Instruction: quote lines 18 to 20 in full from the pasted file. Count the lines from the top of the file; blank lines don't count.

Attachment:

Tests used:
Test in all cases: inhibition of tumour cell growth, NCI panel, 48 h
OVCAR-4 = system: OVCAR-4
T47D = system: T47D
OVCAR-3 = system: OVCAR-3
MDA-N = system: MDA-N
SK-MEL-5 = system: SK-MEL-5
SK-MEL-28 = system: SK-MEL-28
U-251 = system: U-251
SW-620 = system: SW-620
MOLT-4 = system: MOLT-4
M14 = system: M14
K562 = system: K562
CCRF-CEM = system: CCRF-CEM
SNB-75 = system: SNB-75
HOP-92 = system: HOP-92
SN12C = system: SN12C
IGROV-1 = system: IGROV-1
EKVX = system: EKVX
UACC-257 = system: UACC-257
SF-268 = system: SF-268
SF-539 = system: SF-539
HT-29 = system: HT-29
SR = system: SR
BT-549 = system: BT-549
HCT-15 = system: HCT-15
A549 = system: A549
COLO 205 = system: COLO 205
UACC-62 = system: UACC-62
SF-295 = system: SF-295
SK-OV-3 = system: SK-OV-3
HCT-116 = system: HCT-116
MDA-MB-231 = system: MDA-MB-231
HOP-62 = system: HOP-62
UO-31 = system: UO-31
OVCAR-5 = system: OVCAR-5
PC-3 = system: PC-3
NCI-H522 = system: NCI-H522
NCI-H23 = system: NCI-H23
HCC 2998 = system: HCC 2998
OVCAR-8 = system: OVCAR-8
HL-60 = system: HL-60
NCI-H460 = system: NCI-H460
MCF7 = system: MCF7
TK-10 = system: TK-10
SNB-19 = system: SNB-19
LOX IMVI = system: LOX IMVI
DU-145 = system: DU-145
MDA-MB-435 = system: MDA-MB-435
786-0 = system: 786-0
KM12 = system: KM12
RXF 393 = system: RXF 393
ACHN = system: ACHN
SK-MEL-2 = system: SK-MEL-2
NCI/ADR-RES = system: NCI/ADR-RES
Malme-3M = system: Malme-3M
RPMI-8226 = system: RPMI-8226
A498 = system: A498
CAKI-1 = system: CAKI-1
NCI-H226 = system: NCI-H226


IGROV-1 = system: IGROV-1
EKVX = system: EKVX
UACC-257 = system: UACC-257